Monday in Paris was a very French day, at least the eating part. The children were tired, so Allie let them rest all morning. We met one of Allie’s students, Paula, and her husband Dave for lunch around 12:30 at Chez Gladines, a Basque restaurant in our little village of Butte aux Cailles that they wanted to try. All of these places are tiny, so moving 8 of us into a table with an infant is quite a production. Then we spent awhile trying to figure out the menu, and checking out other patrons’ food to see what looked good. Food was finally ordered and received, (lots of deep fried potato slices, ham, duck, cheese and salads) plates traded, more wine brought, children got dessert, adults got cafe, and lot of talking and laughing later, we left at 3 pm. According to Allie this is a typical French lunch. I am not sure when these folks work, but this may help explain why the cafes are full of people eating dinner at 10 pm on weeknights.
With our goal as Notre Dame’s tower, we made our way across the city until we were ambushed by the bouquinistes (booksellers along the Seine), which really are quite picturesque and fascinating. Stan and I looked longingly across the river at Notre Dame as the minutes ticked by with Allie and kids in full shopping mode with books galore, plus vintage posters, magazines, and newspaper pages.
At 4:30 we reached the line to the tower which had closed 15 minutes before. On our way to the other line to get into the Cathedral we took pictures, fed pigeons, and lost and found Daylen (age 9) a couple of times.
Inside is awesome, one of the few times in life that word is appropriate. While the rest of us wandered around, Allie fed Lani. Churches are great places to nurse babies: quiet, good seating, semi-dark, and everyone minding their own business.
Time for another cafe stop, which is pretty much the only place you get to use the bathroom in Paris. Mulled wine, cafe creme, hot chocolate, gateau and sandwiches for the kids fortified us for the trek to Sacre Coeur.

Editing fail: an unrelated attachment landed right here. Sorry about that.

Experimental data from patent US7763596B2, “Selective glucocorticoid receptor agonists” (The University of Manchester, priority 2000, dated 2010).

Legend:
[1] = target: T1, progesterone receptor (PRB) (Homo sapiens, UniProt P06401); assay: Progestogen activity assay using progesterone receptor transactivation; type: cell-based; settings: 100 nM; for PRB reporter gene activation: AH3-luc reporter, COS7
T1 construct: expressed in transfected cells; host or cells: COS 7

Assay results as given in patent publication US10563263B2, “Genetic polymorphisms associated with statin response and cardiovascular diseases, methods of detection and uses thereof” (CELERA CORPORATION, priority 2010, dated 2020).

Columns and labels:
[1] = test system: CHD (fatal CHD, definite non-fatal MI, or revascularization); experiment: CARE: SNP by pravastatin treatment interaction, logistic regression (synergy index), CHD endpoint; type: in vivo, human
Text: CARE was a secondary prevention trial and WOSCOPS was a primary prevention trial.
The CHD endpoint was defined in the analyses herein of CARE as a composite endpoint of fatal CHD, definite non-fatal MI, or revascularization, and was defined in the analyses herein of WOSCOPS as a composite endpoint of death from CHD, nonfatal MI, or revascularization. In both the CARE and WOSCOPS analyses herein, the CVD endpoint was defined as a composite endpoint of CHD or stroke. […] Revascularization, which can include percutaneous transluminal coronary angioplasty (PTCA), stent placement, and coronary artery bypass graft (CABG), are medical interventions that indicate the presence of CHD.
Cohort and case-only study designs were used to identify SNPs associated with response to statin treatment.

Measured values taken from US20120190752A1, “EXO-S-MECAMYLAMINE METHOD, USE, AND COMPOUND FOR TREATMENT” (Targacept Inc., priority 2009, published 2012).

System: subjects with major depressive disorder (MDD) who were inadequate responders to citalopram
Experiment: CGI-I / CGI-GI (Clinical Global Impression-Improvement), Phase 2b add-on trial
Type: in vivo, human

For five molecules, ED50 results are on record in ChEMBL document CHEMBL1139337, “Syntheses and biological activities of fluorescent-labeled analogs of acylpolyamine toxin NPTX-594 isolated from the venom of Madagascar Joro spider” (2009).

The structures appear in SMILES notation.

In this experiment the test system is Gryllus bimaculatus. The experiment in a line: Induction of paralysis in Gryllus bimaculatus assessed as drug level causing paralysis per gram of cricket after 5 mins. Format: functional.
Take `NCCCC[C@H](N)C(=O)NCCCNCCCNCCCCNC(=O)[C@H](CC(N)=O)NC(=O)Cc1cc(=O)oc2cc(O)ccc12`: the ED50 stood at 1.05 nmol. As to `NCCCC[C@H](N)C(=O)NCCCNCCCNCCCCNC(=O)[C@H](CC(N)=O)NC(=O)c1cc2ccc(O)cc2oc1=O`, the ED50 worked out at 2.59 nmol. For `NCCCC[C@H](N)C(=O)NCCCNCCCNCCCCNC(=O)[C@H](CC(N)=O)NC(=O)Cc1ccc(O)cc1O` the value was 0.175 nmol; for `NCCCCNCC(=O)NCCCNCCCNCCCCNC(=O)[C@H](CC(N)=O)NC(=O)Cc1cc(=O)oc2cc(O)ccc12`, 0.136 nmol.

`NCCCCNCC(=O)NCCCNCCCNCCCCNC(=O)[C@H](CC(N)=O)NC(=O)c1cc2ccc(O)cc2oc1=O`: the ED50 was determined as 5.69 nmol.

We loved the funicular ride up the hill and wonderful views up there. The church is made of travertine marble and absolutely glows on its hilltop perch. The interior is equally beautiful with dozens of huge gorgeous mosaics.
Afterwards we headed down the hill on foot through Montmartre. This is usually very busy, but now it is well after 8 pm, so the tourists are gone and it’s pretty quiet. Allie and I manage to find a place just closing that still has hot mulled wine to go. The alcohol content is very low.
We are on a quest to find the Moulin Rouge at the bottom of the hill, Emma has a recent crush on the movie. Pics are taken from a distance since it is now pretty much a Las Vegas type show with plenty of inappropriateness for children, and actually adults too.
Beyond exhausted, we make our way back home, and Allie, Stan and kids head up to their place. I have not eaten since lunch, so I cross the street to the local creperie and order one to take home to my little apartment for a late dinner. I am ordering and frequently conversing all in French this trip, and so proud of myself. C’est bon!
Thanks, Holly, for sharing this amazing adventure. Your writing and pictures bring me into the story. Allie looks beautiful and the joy all around is delightful to see. Blessings on you and yours.
Thank you Carolyn, I had such a wonderful trip!
Funny, I thought I was the only person who had any inclination to tower climb….. I know Stan and the kids were relieved not to do it. The day was quite different from your point of view, made an interesting read!
I really love your pictures, especially the ones of Emma and I and that amazing shot of Sacre Coeur and the moon! Your evocative descriptions of the food are making me want to go back. I think that was the best meal of the trip.
I had a wonderful day and am so grateful to have had the chance to experience Paris with you and your family!